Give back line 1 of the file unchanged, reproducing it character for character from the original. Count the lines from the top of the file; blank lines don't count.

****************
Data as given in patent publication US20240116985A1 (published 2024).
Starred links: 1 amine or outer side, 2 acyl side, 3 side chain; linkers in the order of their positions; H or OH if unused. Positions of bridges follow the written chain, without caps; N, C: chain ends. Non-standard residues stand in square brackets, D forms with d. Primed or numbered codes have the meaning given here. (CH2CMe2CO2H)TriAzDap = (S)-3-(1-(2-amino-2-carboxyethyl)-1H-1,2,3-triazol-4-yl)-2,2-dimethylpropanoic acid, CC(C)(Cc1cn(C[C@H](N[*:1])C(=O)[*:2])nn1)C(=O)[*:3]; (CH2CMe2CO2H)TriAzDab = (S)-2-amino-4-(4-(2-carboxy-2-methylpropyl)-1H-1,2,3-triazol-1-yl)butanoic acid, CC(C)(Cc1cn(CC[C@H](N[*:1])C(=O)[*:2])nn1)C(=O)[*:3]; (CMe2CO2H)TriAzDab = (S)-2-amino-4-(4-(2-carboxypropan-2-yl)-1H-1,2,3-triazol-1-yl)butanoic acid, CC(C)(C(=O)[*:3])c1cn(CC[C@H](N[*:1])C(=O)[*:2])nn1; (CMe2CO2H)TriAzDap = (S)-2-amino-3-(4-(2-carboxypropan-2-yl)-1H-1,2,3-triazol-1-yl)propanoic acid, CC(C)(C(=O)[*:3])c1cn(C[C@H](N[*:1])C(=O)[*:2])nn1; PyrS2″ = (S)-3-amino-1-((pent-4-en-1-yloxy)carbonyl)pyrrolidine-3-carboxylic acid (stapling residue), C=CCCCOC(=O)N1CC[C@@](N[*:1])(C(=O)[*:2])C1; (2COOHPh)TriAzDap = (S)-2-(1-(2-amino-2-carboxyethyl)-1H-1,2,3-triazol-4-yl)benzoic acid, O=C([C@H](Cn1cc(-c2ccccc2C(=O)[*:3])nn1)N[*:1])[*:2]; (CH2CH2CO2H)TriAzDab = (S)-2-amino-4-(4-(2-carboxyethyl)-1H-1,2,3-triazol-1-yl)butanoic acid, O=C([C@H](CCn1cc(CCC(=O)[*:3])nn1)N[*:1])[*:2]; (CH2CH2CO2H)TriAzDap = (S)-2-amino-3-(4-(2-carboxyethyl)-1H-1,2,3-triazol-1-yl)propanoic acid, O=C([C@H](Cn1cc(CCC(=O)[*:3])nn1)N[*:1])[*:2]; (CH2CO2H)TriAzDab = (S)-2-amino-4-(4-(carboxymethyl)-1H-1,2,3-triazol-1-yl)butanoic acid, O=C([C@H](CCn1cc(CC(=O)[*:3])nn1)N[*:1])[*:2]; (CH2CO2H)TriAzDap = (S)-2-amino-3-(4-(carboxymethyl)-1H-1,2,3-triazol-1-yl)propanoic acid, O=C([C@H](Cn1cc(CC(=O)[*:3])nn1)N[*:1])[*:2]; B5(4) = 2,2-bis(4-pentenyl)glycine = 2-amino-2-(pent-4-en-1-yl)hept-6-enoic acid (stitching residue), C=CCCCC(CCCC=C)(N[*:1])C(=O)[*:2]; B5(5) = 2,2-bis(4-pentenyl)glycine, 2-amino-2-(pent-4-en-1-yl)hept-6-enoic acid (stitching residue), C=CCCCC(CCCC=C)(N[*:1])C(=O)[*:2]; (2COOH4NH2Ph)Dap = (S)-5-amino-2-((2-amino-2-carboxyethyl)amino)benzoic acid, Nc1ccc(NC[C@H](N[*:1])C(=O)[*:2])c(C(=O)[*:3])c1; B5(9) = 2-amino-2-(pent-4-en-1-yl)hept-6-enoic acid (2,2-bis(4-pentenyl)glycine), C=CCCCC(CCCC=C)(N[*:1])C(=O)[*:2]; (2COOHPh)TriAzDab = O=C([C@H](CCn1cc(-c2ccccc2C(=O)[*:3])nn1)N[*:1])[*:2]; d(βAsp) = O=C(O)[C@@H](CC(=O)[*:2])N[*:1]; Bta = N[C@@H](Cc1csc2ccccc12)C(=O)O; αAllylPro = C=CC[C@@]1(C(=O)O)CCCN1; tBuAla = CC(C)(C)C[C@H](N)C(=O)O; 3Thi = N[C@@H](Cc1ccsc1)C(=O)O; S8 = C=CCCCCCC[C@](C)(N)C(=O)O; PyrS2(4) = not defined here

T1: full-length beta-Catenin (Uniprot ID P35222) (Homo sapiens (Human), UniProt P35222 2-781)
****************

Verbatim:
Data as given in patent publication US20240116985A1 (published 2024).